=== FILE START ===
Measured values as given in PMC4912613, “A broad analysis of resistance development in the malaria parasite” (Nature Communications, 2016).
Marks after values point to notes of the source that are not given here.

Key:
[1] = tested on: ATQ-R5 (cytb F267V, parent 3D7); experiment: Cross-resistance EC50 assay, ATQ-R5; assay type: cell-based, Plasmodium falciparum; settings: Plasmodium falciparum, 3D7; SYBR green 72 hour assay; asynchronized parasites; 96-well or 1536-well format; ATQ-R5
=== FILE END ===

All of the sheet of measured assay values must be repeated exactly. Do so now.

Measured values as given in PMC4912613, “A broad analysis of resistance development in the malaria parasite” (Nature Communications, 2016).
Marks after values point to notes of the source that are not given here.

Key:
[1] = tested on: ATQ-R5 (cytb F267V, parent 3D7); experiment: Cross-resistance EC50 assay, ATQ-R5; assay type: cell-based, Plasmodium falciparum; settings: Plasmodium falciparum, 3D7; SYBR green 72 hour assay; asynchronized parasites; 96-well or 1536-well format; ATQ-R5